Power: Bolland and colleagues question the power of our study. This is an important issue and is in part the reason for selecting ASVD rather than the more selective endpoints used by Bolland and colleagues. They go on to criticise our methodology by suggesting that the time-to-first-event approach may miss a second event that occurs later. This betrays a serious misunderstanding of standard statistical methodology for event rates that count individuals not events. For each separate endpoint analysis, all other events are ignored. Thus, for example, in the subset analyses of ischemic heart disease, any previous events affecting other diagnostic categories were ignored. Bolland and colleagues have previously demonstrated some confusion on this point because in their 2008 article they included event data as well as per-person data.

Bolland and colleagues then go on to question event rates in the Perth study. According to our calculations, if events are restricted to myocardial infarction, stroke, and sudden death, then the overall 5-year adjudicated event rate in the Auckland study was 7.5% and 6.3% in the Perth study, which did not include hemorrhagic stroke and sudden death. For reasons that are not clear to us, despite these very similar event rates, Bolland and colleagues calculate that if vascular events are extrapolated from 2001–2002 Australian statistics,5 the Auckland study would have 30% to 35% of participants with vascular events. The use of these data raise concerns about the authors' understanding of clinical trialing methodology in that it fails to take into account a number of important factors. First, the endpoints used in the 2001–2002 Australian data include all vascular diseases (I00–I99), which encompass hemorrhagic stroke, hypertensive diseases, pulmonary heart diseases, and many other categories not considered to be due to ASVD. Second the authors again confuse events rather than participants with an event in their calculation. Third, the 2001–2002 Australian study was population-based, whereas clinical trials participants benefit from the well-known Hawthorne effect.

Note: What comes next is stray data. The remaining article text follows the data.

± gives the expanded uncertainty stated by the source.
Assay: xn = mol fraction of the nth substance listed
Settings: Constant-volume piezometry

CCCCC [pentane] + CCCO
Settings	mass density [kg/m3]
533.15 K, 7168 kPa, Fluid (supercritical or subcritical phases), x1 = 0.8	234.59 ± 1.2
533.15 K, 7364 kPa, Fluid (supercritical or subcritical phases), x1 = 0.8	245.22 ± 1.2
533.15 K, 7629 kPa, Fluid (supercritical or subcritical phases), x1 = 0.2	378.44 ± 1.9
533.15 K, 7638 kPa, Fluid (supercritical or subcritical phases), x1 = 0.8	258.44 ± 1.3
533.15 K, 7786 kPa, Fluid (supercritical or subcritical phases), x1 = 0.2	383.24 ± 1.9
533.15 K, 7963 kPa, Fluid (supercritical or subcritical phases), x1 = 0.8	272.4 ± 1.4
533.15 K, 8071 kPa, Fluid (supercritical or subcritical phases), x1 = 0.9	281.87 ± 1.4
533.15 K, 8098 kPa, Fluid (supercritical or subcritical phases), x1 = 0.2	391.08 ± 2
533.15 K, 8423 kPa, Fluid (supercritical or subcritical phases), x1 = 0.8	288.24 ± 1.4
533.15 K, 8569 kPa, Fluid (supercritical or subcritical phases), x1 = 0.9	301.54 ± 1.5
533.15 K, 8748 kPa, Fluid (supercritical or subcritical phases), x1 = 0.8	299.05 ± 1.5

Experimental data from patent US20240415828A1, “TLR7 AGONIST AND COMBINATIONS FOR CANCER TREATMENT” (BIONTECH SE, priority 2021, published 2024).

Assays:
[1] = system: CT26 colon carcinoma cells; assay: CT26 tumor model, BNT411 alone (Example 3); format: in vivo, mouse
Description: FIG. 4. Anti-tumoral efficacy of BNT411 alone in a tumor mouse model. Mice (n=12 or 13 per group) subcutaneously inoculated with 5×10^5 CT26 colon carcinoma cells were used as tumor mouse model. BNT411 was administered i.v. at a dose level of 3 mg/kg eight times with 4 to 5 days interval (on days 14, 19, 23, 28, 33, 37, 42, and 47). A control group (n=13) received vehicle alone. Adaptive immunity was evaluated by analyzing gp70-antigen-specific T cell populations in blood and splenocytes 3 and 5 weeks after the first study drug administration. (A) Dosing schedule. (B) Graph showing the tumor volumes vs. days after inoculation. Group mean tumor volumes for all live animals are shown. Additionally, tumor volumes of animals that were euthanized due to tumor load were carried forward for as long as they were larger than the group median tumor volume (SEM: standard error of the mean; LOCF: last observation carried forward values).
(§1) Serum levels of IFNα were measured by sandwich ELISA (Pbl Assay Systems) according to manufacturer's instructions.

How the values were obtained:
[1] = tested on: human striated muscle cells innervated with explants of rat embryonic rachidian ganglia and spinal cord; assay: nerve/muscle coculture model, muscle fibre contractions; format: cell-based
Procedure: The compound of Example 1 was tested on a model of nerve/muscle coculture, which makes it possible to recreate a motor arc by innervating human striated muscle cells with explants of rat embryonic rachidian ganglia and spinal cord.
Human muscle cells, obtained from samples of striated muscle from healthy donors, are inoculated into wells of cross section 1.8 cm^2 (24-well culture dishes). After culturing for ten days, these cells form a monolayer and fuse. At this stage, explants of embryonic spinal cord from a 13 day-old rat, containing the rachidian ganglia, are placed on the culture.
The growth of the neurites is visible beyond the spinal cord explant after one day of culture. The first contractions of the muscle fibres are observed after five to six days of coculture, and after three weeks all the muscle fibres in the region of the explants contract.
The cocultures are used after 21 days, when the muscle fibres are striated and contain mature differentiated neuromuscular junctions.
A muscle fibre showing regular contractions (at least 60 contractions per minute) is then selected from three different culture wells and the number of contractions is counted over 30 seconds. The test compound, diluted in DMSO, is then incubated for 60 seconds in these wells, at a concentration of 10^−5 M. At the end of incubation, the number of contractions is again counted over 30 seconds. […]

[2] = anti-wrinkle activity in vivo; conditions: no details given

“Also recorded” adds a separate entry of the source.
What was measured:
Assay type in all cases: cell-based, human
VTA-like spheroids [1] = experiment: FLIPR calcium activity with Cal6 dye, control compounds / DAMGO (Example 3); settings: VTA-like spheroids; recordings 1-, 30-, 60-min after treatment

In conclusion, the data in our study should be considered in conjunction with the data of Hsia and colleagues,6 who reviewed the risks of calcium supplementation with vitamin D using the findings of the Women's Health Initiative. They concluded that there was no increase in cardiovascular risk. The Hsia and colleagues study had cardiovascular events as a prespecified endpoint, detailed subgroup analyses, and adjudicated events. Thus we reiterate our previous statement: “This trial provides compelling evidence that calcium supplementation of 1200 mg daily does not significantly increase the risk of atherosclerotic vascular disease in elderly women.”7


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  2. References
  • 1
    Cordoba G, Schwartz L, Woloshin S, Bae H, Gotzsche PC. Definition, reporting, and interpretation of composite outcomes in clinical trials: systematic review. BMJ. 2010; 341: c3920.
  • 2
    Bolland MJ, Grey A, Reid IR. “ Cherry picking” did not occur in studied example. BMJ. 2010; 341: c5009.
  • 3
    Bolland MJ, Barber PA, Doughty RN, et al. Vascular events in healthy older women receiving calcium supplementation: randomised, controlled trial. BMJ. 2008; 336: 262266.
  • 4
    Bolland MJ, Avenell A, Baron JA, et al. Effect of calcium supplements on risk of myocardial infarction and cardiovascular events: meta-analysis. BMJ. 2010; 341: c3691.
  • 5
    Australian Institute of Health and Welfare. Heart, Stroke and Vascular Diseases: Australian Facts 2004. AIHW Cat. No. CVD 27. Canberra: AIHW and National Heart Foundation of Australia (Cardiovascular Disease Series No. 22), 2004.
  • 6
    Hsia J, Heiss G, Ren H, et al. Calcium/vitamin D supplementation and cardiovascular events. Circulation. 2007; 115: 846854.
  • 7
    Lewis JR, Calver J, Zhu K, Flicker L, Prince RL. Calcium supplementation and the risks of atherosclerotic vascular disease in older women: results of a 5-year RCT and a 4.5-year follow-up. J Bone Miner Res. 2011; 26: 3541.